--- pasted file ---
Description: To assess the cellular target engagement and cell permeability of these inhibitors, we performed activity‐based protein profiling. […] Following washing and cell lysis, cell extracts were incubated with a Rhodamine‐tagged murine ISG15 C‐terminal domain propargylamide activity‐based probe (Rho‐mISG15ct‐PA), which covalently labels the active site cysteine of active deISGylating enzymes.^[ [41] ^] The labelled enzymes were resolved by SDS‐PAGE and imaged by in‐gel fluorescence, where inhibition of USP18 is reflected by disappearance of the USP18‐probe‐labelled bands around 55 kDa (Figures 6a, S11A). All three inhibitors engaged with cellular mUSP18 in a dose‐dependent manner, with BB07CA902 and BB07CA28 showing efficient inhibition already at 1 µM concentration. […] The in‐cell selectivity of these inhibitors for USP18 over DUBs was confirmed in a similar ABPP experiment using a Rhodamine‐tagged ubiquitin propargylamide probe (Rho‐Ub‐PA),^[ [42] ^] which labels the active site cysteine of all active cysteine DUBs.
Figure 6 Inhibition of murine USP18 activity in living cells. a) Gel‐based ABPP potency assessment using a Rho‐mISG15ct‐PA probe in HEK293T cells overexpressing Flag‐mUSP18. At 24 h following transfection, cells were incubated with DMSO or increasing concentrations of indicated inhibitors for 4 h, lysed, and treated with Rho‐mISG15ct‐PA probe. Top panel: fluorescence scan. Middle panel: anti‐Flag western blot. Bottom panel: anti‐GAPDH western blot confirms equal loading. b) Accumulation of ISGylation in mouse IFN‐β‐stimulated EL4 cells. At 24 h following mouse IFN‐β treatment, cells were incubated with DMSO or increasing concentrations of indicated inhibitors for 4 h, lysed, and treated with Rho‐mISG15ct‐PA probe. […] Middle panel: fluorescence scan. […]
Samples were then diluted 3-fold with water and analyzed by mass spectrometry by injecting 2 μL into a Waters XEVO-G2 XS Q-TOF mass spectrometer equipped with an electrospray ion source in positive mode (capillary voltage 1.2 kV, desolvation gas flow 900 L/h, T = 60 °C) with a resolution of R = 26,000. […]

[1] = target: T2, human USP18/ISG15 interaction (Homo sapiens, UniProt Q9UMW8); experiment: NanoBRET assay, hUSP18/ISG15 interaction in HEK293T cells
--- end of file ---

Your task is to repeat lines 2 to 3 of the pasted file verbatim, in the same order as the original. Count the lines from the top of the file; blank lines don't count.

Figure 6 Inhibition of murine USP18 activity in living cells. a) Gel‐based ABPP potency assessment using a Rho‐mISG15ct‐PA probe in HEK293T cells overexpressing Flag‐mUSP18. At 24 h following transfection, cells were incubated with DMSO or increasing concentrations of indicated inhibitors for 4 h, lysed, and treated with Rho‐mISG15ct‐PA probe. Top panel: fluorescence scan. Middle panel: anti‐Flag western blot. Bottom panel: anti‐GAPDH western blot confirms equal loading. b) Accumulation of ISGylation in mouse IFN‐β‐stimulated EL4 cells. At 24 h following mouse IFN‐β treatment, cells were incubated with DMSO or increasing concentrations of indicated inhibitors for 4 h, lysed, and treated with Rho‐mISG15ct‐PA probe. […] Middle panel: fluorescence scan. […]
Samples were then diluted 3-fold with water and analyzed by mass spectrometry by injecting 2 μL into a Waters XEVO-G2 XS Q-TOF mass spectrometer equipped with an electrospray ion source in positive mode (capillary voltage 1.2 kV, desolvation gas flow 900 L/h, T = 60 °C) with a resolution of R = 26,000. […]